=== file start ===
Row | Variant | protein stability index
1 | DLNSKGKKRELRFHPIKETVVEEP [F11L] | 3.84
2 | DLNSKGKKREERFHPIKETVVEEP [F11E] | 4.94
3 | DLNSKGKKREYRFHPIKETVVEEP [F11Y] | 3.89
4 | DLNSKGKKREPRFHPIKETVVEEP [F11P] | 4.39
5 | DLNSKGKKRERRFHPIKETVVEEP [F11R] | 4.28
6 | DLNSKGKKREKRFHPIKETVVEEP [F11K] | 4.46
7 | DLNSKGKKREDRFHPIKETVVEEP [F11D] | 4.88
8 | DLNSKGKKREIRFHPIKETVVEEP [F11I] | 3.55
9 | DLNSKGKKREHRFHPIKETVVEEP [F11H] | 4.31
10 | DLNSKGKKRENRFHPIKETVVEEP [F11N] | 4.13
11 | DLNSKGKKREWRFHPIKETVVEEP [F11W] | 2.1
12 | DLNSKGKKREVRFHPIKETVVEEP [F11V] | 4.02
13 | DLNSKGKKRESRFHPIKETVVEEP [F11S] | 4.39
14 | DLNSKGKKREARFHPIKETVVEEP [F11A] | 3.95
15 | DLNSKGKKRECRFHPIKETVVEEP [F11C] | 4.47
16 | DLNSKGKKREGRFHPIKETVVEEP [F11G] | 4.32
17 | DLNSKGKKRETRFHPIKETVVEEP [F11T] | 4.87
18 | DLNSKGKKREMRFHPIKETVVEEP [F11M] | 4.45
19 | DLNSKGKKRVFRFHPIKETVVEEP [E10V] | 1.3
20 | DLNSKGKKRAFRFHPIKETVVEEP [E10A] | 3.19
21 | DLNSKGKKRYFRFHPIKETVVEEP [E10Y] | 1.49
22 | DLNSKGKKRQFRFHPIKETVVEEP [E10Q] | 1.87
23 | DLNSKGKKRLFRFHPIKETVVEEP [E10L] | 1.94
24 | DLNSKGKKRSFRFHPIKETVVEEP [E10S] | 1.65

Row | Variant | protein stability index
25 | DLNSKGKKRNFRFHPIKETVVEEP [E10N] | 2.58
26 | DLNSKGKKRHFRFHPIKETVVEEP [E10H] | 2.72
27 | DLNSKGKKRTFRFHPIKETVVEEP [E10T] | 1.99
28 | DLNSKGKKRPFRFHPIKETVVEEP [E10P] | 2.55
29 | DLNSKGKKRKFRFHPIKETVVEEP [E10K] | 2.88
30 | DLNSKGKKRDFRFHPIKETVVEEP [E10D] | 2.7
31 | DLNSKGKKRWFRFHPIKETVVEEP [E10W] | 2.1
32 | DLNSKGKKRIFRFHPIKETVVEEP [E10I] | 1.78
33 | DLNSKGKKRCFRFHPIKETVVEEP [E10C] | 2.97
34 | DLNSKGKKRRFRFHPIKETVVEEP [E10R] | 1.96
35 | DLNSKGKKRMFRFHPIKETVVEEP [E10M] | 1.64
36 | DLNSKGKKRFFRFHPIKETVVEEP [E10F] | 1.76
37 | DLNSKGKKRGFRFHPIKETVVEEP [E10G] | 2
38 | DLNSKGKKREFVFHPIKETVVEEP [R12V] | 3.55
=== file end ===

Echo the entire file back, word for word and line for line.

Row | Variant | protein stability index
1 | DLNSKGKKRELRFHPIKETVVEEP [F11L] | 3.84
2 | DLNSKGKKREERFHPIKETVVEEP [F11E] | 4.94
3 | DLNSKGKKREYRFHPIKETVVEEP [F11Y] | 3.89
4 | DLNSKGKKREPRFHPIKETVVEEP [F11P] | 4.39
5 | DLNSKGKKRERRFHPIKETVVEEP [F11R] | 4.28
6 | DLNSKGKKREKRFHPIKETVVEEP [F11K] | 4.46
7 | DLNSKGKKREDRFHPIKETVVEEP [F11D] | 4.88
8 | DLNSKGKKREIRFHPIKETVVEEP [F11I] | 3.55
9 | DLNSKGKKREHRFHPIKETVVEEP [F11H] | 4.31
10 | DLNSKGKKRENRFHPIKETVVEEP [F11N] | 4.13
11 | DLNSKGKKREWRFHPIKETVVEEP [F11W] | 2.1
12 | DLNSKGKKREVRFHPIKETVVEEP [F11V] | 4.02
13 | DLNSKGKKRESRFHPIKETVVEEP [F11S] | 4.39
14 | DLNSKGKKREARFHPIKETVVEEP [F11A] | 3.95
15 | DLNSKGKKRECRFHPIKETVVEEP [F11C] | 4.47
16 | DLNSKGKKREGRFHPIKETVVEEP [F11G] | 4.32
17 | DLNSKGKKRETRFHPIKETVVEEP [F11T] | 4.87
18 | DLNSKGKKREMRFHPIKETVVEEP [F11M] | 4.45
19 | DLNSKGKKRVFRFHPIKETVVEEP [E10V] | 1.3
20 | DLNSKGKKRAFRFHPIKETVVEEP [E10A] | 3.19
21 | DLNSKGKKRYFRFHPIKETVVEEP [E10Y] | 1.49
22 | DLNSKGKKRQFRFHPIKETVVEEP [E10Q] | 1.87
23 | DLNSKGKKRLFRFHPIKETVVEEP [E10L] | 1.94
24 | DLNSKGKKRSFRFHPIKETVVEEP [E10S] | 1.65

Row | Variant | protein stability index
25 | DLNSKGKKRNFRFHPIKETVVEEP [E10N] | 2.58
26 | DLNSKGKKRHFRFHPIKETVVEEP [E10H] | 2.72
27 | DLNSKGKKRTFRFHPIKETVVEEP [E10T] | 1.99
28 | DLNSKGKKRPFRFHPIKETVVEEP [E10P] | 2.55
29 | DLNSKGKKRKFRFHPIKETVVEEP [E10K] | 2.88
30 | DLNSKGKKRDFRFHPIKETVVEEP [E10D] | 2.7
31 | DLNSKGKKRWFRFHPIKETVVEEP [E10W] | 2.1
32 | DLNSKGKKRIFRFHPIKETVVEEP [E10I] | 1.78
33 | DLNSKGKKRCFRFHPIKETVVEEP [E10C] | 2.97
34 | DLNSKGKKRRFRFHPIKETVVEEP [E10R] | 1.96
35 | DLNSKGKKRMFRFHPIKETVVEEP [E10M] | 1.64
36 | DLNSKGKKRFFRFHPIKETVVEEP [E10F] | 1.76
37 | DLNSKGKKRGFRFHPIKETVVEEP [E10G] | 2
38 | DLNSKGKKREFVFHPIKETVVEEP [R12V] | 3.55